Recognizing and Responding to Trauma with Clinical Tools to Promote Resilience - WEDNESDAY, MARCH 18, 2020
WEDNESDAY, MARCH 18, 2020 | 8:00AM – 12:00PM
Horizons Conference Center 6200 State St, Saginaw, MI 48603
Medical providers and clinical partners practicing in health care settings recognize the pressing needs for professional education to address community priorities for treatment and prevention of child trauma and ACEs-related health and social challenges. Primary care providers and teams are seeking more knowledge of how ACEs-related toxic stress and trauma lead to physical and emotional illness, how to put this science into practice, and/or how to share prevention strategies to help patients heal and build resilience. We will explore the pediatric medical provider’s role in identifying and supporting attachment and resilience in daily practice, strategies for the recognition of trauma symptoms, and practical tools to respond in the busy clinical setting.
Speaker: Heather C. Forkey, MD, Associate Professor of Pediatrics and The Joy McCann Professor for Women in Medicine at the University of Massachusetts Medical School. Dr. Forkey leads programs to address the needs of children who are victims of abuse, neglect and emotional trauma. She received her undergraduate degree from Cornell University and medical degree from the State University of New York at Buffalo School of Medicine and Biomedical Sciences. She completed her pediatric residency and chief residency at Children’s Hospital of Philadelphia.
In addition to her clinical work, Dr. Forkey has been the recipient of local and federal grants to address issues of children in foster care and to translate promising practices to address physical and mental health needs of children who have been traumatized. She is a recognized leader in the field of child trauma and foster care medicine, has published and presents nationally and internationally on the topic, and her work has been highlighted in the popular press as well, including Forbes, The Boston Globe and The Atlantic.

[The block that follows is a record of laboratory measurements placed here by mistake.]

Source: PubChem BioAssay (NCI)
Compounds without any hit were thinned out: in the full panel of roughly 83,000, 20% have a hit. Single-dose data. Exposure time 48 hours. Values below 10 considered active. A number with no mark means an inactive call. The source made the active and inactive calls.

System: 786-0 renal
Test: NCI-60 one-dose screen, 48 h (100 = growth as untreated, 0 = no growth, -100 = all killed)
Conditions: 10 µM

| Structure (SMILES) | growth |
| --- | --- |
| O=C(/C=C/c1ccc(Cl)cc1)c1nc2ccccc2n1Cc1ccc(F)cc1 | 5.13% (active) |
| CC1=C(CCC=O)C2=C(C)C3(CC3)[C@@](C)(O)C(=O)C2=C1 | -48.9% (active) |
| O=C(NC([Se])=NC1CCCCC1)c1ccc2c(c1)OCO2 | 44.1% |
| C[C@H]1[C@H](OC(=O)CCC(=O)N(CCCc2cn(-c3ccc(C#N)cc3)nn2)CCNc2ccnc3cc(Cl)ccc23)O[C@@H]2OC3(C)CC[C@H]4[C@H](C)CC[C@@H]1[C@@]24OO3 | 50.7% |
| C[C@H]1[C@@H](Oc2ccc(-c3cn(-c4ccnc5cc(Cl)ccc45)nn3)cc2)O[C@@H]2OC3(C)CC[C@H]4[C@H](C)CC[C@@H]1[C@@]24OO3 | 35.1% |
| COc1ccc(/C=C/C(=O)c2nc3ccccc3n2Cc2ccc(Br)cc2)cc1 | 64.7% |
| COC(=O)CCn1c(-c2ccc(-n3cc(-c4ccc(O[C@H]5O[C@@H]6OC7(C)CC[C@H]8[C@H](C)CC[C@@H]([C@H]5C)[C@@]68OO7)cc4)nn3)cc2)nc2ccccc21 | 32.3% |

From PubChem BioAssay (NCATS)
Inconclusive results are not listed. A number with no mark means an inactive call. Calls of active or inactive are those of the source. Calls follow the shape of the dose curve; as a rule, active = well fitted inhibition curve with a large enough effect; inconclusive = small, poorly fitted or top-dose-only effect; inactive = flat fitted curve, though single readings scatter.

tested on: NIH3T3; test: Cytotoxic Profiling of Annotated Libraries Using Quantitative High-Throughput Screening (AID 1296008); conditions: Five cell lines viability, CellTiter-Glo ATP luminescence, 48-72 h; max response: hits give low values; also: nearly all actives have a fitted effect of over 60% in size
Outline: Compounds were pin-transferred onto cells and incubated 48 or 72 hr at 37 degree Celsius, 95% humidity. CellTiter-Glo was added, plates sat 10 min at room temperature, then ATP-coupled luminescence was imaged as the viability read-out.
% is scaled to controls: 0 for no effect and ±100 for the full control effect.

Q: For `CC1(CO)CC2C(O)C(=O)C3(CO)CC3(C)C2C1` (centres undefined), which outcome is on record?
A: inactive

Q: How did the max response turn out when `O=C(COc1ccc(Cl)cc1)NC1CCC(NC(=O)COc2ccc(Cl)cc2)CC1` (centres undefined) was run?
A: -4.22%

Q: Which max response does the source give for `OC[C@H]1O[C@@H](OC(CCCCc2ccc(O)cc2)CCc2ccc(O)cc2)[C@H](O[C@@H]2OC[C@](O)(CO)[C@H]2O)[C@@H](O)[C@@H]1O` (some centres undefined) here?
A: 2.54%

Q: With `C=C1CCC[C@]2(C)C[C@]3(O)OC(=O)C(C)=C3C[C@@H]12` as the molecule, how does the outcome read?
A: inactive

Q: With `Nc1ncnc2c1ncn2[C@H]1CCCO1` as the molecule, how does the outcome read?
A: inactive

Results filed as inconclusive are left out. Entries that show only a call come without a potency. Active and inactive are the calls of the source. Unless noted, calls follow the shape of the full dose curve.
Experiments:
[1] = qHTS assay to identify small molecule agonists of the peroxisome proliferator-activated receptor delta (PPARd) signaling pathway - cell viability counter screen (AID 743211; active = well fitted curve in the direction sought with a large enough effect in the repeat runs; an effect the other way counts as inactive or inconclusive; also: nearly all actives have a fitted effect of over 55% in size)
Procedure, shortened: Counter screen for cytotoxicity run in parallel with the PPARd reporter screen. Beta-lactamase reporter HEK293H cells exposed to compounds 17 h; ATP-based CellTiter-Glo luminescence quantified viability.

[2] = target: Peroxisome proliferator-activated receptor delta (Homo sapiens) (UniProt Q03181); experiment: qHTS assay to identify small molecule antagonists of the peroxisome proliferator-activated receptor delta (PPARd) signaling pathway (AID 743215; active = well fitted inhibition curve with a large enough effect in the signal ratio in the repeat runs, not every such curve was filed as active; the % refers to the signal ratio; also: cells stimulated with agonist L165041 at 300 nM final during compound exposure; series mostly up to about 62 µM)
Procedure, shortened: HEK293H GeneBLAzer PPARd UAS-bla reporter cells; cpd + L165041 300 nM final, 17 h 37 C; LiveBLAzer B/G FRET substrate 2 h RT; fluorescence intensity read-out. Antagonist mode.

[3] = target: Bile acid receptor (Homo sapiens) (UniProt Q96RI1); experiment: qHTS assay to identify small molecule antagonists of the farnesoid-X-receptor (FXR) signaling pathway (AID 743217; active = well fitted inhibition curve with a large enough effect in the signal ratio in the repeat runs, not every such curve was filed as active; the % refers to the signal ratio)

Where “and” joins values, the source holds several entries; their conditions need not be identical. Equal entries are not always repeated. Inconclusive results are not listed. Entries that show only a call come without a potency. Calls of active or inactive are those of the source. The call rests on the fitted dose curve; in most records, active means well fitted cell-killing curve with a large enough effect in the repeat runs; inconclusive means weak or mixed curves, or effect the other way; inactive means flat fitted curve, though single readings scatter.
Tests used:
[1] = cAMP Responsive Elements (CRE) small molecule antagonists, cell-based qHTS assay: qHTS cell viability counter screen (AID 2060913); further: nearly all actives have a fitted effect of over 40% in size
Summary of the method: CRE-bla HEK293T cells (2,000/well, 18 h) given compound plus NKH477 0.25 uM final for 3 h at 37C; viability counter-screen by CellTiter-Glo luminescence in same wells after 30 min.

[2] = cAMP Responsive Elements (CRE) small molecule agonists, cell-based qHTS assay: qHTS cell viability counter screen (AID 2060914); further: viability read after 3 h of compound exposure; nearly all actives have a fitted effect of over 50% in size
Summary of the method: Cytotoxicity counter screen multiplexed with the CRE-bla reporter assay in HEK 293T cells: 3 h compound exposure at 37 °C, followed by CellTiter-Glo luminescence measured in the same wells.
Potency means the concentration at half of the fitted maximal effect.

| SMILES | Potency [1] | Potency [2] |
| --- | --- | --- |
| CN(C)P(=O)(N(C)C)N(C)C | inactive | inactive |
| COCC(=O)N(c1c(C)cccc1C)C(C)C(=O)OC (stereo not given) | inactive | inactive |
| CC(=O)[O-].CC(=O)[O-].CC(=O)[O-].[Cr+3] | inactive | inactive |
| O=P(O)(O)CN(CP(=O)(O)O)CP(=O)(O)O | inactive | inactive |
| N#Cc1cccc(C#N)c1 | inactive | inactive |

• Define the 4 characteristics of a caregiving relationship necessary for healthy attachment
• Recognize the most common symptoms of trauma in children
• Identify seven resilience skills that should be supported in children
• Formulate a strategy to respond to children who present with trauma symptoms
Central Michigan University College of Medicine is accredited by the Accreditation Council for Continuing Medical Education to provide continuing medical education for physicians.
Central Michigan University College of Medicine designates this live activity for a maximum of 3.25 AMA PRA Category 1 CreditTM. Physicians should claim only the credit commensurate with the extent of their participation in the activity.
Successful completion of this CME activity, which includes participation in the activity and individual assessment of and feedback to the learner, enables the learner to earn up to 3.25 MOC points in the American Board of Pediatrics’ (ABP) Maintenance of Certification (MOC) program. It is the CME Activity provider’s responsibility to submit learner completion information to the ACCME for the purpose of granting ABP MOC credit.
WHO SHOULD ATTEND: Family Medicine Physicians and Teams including: Pediatricians, PA, Nurses, Psych, Counselors, Social Workers.